The great show goes on.
Last week, the Dow bounced a little. Bonds fell – leaving the 30-year Treasury with a yield of 5.28%. The collapse of Bear Stearns derivatives funds sent “shockwaves” through the CDO (collateralized debt obligations) market, says Bloomberg. And a pair of hedge funds in Dublin went bust.
Meanwhile, Chinese stocks are back in the news – hitting record prices. And China’s neighbor, Japan, incidentally the second biggest economy in the world, is growing faster than expected. And like China, it is accumulating dollars. Exports rose at a 15% rate over the last year, adding $3.2 billion to Japan’s dollar surpluses in the month of May alone.
The speculators speculate. The reporters report. The pundits pund.
Often the hardest thing for investors (and spectators) to do is to remember the plot. There are so many clowns on stage… so many doors slamming… so much greasepaint roaring… such smelly crowds.
So let us try to recall what has happened.
The U.S. stock market now stands at its highest level ever. By most measures, it is as pricey as ’29, ’68, or 2000. The correction that began in 2000 was washed away by huge new waves of liquidity, which now slosh over the globe and lift up everything – including a lot of trash and debris. Upon this sea of easy cash and credit, practically every stock market on the face of the planet floats higher and higher.
Meanwhile, the captains of the financial industry never had it so good. They’re earning billions by doing deals…which is essentially transforming this huge flood of credit into debt, equity, property and consumer items for the rich – such as luxury yachts, sumptuous estates, snazzy airplanes, and various objects of ersatz art and genuine ridicule.
At the Paris Air Show, for example, one of the Bass brothers is shopping around plans to build supersonic executive jets at $80 million a copy. Heck, why not? Think how much more productive an executive could be if he could get from New York to London two hours earlier. Then, he could get back to New York in time for dinner. Think of all the deals he could do! Besides, it saves picking up the phone.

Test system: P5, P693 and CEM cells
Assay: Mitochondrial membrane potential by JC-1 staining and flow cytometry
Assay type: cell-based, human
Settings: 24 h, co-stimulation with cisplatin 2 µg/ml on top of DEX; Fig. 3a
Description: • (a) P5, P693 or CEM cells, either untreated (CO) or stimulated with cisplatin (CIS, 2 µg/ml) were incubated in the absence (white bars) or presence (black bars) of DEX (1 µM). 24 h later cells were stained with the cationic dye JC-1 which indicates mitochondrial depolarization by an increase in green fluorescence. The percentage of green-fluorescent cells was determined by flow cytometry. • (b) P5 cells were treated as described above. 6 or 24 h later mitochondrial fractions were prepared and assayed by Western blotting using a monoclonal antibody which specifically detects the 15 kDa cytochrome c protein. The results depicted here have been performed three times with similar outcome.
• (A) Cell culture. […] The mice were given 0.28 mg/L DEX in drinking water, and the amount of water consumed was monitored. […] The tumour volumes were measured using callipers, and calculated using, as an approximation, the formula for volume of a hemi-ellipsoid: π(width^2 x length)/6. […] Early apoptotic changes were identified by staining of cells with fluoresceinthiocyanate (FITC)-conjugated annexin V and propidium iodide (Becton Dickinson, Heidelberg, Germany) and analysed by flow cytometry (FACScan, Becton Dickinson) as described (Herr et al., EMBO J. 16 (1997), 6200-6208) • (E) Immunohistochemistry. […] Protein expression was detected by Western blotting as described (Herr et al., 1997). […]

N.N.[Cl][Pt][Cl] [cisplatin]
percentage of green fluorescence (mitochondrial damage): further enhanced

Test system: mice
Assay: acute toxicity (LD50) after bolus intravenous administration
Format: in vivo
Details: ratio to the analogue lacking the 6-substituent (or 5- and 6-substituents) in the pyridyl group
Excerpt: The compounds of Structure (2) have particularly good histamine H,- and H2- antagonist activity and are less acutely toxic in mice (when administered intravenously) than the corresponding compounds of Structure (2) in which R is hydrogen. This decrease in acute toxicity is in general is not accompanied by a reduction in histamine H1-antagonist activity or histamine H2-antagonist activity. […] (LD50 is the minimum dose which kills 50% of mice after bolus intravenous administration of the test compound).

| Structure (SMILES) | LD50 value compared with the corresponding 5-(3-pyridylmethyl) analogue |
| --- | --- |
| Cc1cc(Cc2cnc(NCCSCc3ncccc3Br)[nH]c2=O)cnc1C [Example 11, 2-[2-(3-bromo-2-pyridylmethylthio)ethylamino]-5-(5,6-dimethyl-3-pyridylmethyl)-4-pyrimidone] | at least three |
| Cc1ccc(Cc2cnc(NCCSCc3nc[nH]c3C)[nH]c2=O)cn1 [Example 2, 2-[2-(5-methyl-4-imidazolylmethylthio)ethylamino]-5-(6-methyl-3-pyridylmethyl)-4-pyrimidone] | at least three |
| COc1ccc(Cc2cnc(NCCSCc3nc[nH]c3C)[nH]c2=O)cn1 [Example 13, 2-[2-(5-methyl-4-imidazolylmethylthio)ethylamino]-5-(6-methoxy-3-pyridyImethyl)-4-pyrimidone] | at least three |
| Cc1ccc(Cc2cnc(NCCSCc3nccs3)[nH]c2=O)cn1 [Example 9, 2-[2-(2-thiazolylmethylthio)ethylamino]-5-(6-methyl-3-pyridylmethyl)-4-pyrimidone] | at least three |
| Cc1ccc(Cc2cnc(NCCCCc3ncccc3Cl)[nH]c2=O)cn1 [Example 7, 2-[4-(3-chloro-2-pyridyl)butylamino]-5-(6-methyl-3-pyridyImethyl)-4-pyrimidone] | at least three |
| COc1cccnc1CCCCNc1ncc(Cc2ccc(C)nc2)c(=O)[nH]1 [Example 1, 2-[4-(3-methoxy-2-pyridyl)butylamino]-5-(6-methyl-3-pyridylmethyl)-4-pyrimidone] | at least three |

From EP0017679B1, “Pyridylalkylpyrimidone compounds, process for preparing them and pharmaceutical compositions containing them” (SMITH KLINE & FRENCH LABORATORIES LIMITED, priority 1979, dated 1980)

Of course, a supersonic jet is not a necessity. It is a vanity. But vanity plays an important role in this performance. Like a Greek tragedy, our protagonists are victims of their own vanity; they think they can get away with anything! And spectators and speculators can’t help themselves. They see our heroes – the hedge funds, the private equity funds, the bankers, the lawyers, the math geniuses and derivative impresarios – making fortunes. They see them in the newspapers, gloating over their billion-dollar paydays. They see them in Architectural Digest in front of their Greenwich mansions. They see them in the society pages – giving millions to charitable causes. And they see them at Christies and Sotheby’s holding up their hands to bid millions for some abject oeuvre by some no-talent hustler. Seeing all this, how can others not want to join them?
Even some of the greatest and most experienced market observers, and here we think of Richard Russell, have finally given up fighting ’em. They’ve decided that this really is a New Era of New Capitalism…and that this is the time to join ’em. This worldwide bubble is more worldly and more bubbly than any in history, they say. It may get much, much bigger. And they have good reasons to think so. All those billions of Asians…all those trillions of new money…all those new hedge funds…all those new investors…all those reserves of dollars…all those new financial instruments. How can they help but blow this bubble up even bigger – so big even the moon will have to get out of the way.
But wait…isn’t there an old market adage: The bull market is over when the last bear throws in the towel?
Are there more bears still out there?
We don’t know. But there can’t be many of them.
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